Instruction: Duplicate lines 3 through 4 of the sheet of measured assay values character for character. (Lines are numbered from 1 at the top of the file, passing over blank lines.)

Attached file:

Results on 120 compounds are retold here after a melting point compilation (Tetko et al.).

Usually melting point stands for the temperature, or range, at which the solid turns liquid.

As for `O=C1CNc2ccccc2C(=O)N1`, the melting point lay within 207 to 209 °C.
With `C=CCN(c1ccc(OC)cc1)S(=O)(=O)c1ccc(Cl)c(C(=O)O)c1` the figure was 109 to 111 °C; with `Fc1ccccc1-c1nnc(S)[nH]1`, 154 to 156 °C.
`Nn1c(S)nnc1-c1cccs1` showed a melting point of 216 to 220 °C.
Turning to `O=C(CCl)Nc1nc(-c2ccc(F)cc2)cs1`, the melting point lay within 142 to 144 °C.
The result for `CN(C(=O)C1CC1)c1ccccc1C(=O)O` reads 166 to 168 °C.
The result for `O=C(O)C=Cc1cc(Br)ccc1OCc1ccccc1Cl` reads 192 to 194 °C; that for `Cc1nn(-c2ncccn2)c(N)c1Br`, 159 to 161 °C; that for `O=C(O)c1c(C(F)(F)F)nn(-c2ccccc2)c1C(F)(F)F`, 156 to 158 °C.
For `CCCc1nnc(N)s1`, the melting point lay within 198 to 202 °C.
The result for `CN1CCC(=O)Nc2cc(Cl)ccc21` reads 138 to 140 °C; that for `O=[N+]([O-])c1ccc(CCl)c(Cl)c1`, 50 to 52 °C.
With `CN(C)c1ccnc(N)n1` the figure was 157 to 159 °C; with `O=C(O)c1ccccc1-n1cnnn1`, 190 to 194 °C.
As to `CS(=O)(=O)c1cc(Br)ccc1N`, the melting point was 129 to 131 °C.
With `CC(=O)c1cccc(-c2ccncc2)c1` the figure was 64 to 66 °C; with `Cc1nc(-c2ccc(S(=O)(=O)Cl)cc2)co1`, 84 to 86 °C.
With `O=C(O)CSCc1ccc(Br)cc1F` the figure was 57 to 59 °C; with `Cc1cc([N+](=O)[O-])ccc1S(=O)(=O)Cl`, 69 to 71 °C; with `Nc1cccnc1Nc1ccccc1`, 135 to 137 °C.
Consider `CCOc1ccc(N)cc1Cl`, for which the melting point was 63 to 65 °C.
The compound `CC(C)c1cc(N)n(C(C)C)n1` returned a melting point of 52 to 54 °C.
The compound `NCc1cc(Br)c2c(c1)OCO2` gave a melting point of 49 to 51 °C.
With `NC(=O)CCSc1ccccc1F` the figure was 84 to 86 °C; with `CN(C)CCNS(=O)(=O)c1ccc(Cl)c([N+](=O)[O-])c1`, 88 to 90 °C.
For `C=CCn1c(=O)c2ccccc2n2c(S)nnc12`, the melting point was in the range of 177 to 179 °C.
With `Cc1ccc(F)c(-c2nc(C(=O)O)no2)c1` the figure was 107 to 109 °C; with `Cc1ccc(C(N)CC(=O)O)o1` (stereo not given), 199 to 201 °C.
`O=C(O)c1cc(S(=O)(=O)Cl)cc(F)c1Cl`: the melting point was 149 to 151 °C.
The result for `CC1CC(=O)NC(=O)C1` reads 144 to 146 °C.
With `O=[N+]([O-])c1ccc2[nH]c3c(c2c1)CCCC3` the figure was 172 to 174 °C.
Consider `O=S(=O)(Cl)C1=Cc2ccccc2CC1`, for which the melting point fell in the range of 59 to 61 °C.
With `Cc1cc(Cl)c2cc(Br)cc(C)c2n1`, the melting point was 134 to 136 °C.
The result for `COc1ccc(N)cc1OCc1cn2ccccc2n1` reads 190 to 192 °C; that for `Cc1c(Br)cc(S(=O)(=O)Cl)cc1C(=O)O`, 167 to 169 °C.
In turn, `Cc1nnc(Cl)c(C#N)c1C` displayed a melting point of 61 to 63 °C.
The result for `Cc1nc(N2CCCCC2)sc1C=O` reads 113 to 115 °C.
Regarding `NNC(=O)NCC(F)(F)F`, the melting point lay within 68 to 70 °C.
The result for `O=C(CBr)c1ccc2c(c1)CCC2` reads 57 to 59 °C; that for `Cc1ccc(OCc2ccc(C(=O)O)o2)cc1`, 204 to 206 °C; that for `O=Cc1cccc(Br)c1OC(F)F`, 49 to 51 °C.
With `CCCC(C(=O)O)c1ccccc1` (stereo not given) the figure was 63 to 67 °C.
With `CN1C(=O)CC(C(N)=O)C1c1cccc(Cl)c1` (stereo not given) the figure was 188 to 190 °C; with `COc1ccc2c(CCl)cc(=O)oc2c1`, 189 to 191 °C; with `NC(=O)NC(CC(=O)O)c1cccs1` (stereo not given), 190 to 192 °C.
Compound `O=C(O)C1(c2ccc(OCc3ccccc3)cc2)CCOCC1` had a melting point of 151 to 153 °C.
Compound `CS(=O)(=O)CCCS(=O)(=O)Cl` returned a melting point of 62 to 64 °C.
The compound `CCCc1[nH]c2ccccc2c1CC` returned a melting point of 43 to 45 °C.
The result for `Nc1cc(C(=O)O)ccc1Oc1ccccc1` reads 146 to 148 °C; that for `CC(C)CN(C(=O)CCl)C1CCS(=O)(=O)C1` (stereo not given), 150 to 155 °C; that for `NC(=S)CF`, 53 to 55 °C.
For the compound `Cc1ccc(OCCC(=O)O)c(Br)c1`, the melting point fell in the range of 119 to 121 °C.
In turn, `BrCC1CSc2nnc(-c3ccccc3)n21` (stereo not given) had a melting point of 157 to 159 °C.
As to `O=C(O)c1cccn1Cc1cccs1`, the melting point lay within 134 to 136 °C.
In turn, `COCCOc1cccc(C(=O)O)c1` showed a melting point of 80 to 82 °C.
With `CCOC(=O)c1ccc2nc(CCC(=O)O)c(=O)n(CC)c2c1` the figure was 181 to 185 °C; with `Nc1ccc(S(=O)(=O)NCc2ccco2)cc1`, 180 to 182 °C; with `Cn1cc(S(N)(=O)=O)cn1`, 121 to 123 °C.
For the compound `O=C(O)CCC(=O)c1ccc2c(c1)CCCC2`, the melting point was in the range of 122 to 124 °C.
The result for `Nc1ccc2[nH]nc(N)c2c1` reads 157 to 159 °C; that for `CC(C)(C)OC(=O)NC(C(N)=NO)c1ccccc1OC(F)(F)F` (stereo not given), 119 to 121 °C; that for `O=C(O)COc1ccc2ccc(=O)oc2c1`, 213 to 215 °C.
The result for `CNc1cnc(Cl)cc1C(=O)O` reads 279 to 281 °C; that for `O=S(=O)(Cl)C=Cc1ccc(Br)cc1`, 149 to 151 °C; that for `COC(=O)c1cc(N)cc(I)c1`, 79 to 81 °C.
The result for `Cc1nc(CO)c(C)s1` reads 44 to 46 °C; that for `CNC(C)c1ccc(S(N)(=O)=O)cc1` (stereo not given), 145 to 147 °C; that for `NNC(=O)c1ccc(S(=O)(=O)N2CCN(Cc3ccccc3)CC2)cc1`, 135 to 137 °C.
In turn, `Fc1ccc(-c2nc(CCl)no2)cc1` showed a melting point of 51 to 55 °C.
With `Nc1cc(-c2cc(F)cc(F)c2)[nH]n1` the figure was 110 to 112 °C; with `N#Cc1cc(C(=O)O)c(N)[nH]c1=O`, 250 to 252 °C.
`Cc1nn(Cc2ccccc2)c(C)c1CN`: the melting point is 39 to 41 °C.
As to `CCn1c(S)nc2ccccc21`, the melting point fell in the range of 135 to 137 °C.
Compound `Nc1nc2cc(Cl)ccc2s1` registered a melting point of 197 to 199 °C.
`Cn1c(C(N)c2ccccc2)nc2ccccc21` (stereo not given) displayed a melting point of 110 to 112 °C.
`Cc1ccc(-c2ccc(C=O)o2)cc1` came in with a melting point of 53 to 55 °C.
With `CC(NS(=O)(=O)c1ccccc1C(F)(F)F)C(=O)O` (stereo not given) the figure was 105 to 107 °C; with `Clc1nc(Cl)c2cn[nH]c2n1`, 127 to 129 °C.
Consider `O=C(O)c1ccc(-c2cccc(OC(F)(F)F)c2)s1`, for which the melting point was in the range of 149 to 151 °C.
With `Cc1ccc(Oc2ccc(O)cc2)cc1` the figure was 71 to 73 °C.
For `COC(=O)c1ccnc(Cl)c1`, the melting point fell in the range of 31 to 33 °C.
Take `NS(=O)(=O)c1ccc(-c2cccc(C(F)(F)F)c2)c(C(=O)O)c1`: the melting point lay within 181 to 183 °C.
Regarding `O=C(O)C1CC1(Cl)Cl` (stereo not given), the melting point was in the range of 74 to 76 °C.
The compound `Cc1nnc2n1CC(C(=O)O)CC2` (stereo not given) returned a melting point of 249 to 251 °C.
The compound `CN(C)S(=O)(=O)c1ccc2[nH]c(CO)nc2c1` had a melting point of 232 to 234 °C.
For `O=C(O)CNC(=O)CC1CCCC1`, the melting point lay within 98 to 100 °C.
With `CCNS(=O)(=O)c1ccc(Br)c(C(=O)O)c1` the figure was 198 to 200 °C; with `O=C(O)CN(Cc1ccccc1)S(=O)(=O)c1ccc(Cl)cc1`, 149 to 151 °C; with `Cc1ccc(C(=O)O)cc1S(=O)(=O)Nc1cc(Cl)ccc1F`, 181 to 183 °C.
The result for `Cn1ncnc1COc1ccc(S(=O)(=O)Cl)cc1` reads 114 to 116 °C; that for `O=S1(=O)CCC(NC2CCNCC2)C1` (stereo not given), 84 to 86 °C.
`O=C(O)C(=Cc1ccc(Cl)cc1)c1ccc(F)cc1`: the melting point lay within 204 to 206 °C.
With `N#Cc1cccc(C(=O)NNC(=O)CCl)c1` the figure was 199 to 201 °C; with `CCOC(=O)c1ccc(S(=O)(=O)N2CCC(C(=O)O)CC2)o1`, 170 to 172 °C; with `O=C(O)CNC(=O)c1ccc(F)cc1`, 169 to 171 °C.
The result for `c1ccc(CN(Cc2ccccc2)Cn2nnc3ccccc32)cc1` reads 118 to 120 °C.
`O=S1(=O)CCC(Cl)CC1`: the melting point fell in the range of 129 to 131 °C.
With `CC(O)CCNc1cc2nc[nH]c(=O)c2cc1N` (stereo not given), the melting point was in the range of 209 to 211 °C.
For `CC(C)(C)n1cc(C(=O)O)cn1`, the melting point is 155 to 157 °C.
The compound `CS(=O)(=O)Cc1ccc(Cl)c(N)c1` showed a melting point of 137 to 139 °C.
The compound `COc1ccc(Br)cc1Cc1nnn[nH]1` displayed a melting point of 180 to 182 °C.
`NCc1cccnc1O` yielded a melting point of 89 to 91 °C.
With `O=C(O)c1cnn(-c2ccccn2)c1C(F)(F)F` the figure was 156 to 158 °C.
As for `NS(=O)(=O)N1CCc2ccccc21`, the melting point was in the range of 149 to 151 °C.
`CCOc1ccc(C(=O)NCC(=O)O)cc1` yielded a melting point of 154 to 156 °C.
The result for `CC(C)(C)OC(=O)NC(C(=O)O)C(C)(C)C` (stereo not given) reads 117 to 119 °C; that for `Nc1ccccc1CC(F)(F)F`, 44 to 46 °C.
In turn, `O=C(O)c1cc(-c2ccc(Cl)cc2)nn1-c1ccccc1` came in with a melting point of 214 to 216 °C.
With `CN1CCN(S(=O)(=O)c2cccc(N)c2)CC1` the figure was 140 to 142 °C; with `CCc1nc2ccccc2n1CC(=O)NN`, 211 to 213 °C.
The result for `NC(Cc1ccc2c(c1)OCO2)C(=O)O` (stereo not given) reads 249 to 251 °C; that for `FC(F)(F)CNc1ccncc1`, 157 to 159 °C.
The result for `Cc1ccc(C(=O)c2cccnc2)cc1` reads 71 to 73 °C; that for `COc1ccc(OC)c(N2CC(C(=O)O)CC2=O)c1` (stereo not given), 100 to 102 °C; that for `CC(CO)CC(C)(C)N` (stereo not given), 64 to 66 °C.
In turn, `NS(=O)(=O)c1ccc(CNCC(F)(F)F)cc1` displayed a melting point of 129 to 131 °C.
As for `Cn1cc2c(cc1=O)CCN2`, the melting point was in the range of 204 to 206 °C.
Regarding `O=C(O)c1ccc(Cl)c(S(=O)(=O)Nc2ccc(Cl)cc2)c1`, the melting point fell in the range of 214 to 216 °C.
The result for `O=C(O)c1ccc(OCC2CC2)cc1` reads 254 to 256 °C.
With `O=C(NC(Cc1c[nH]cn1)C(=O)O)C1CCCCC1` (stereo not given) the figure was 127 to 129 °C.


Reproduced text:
As for `O=C1CNc2ccccc2C(=O)N1`, the melting point lay within 207 to 209 °C.
With `C=CCN(c1ccc(OC)cc1)S(=O)(=O)c1ccc(Cl)c(C(=O)O)c1` the figure was 109 to 111 °C; with `Fc1ccccc1-c1nnc(S)[nH]1`, 154 to 156 °C.